And you appeal to the girls– you ask them to accept the artifical barriers erected to prevent their full and free participation in every area of social life, to content themselves with a circumscribed existence for the comfort of the boys? Let the boys retain this for themselves, say you. And what else besodes? Let the boys alone practice politics, write legislation, negotiate mergers, perform surgery, fight the enemy, and represent the Divine? Surely you see that the girls have declined your proposition, that they have gained admission to the competition for all that is valued, pursued, eateemed….and everywhere, they are winning. And they are winning despite the presence of obstacles and the absence of encouragement,goodwill, and role models, and without pep talks, ego boosts, head starts, and gentle handling.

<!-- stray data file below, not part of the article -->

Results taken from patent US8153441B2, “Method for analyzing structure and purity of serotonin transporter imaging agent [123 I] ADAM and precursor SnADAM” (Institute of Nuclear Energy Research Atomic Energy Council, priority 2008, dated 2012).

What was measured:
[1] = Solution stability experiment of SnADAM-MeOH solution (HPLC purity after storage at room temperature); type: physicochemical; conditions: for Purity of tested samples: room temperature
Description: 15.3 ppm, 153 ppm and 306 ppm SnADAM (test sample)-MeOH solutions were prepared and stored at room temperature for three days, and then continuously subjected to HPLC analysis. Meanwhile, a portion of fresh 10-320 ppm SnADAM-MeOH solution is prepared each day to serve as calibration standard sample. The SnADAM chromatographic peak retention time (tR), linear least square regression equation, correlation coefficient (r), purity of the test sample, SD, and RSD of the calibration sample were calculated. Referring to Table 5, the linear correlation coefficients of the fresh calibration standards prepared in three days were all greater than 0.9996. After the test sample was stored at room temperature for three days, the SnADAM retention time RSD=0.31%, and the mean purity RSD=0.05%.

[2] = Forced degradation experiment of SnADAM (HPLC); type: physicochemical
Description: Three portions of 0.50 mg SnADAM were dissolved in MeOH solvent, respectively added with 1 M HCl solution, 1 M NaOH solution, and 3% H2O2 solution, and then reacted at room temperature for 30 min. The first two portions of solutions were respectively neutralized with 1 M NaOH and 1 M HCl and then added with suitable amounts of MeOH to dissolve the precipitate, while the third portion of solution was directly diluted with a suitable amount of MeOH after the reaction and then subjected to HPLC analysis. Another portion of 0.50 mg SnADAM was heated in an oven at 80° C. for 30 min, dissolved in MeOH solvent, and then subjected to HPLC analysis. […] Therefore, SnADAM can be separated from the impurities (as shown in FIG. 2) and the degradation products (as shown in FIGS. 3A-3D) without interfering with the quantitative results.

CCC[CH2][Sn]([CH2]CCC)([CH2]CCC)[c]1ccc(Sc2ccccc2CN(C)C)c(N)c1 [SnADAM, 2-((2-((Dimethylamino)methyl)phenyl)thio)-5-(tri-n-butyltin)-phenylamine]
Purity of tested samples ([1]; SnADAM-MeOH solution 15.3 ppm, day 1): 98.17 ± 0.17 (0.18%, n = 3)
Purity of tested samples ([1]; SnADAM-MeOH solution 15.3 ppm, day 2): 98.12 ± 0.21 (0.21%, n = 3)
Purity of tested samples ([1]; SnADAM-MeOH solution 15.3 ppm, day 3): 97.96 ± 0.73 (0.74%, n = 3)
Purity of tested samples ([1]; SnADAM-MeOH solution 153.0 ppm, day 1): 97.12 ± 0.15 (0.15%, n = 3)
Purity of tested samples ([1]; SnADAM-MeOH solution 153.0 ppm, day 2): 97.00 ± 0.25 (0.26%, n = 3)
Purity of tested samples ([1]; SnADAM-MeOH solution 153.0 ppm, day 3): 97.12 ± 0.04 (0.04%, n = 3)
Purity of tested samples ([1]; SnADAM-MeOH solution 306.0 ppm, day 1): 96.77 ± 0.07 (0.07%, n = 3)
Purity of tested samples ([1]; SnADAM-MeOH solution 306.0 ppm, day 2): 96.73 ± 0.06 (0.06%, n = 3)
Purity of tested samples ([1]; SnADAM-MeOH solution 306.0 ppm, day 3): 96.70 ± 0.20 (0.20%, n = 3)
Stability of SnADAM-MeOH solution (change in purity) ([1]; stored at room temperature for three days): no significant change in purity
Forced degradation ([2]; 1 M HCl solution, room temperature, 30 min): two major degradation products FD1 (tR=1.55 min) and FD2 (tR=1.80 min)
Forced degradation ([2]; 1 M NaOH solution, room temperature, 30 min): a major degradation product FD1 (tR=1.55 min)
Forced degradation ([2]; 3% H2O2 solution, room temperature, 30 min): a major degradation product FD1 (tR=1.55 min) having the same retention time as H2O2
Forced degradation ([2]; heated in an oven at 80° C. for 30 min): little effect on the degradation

• Rev. Lou Mascitello

    None in my family served at the altar. (I was always tapped to be an usher, though) One brother has entered religious life. Had they not done away with the Tridentine Mass I might still BE Catholic. A sentiment I hear a LOT. Change can be good. Sometimes, though, tradition can be better. Another sentiment rehearsed quite a bit. Even the “modernization” of the vowed-religious has had a reversed effect on parishes far and wide…

  • SmokeyBehr

    Don’t you know that your make-up and heels should compliment whatever the Chausible/Stole of the day is?

  • Michael Leggett

    Good Satire of “Novus Ordo Land USA.”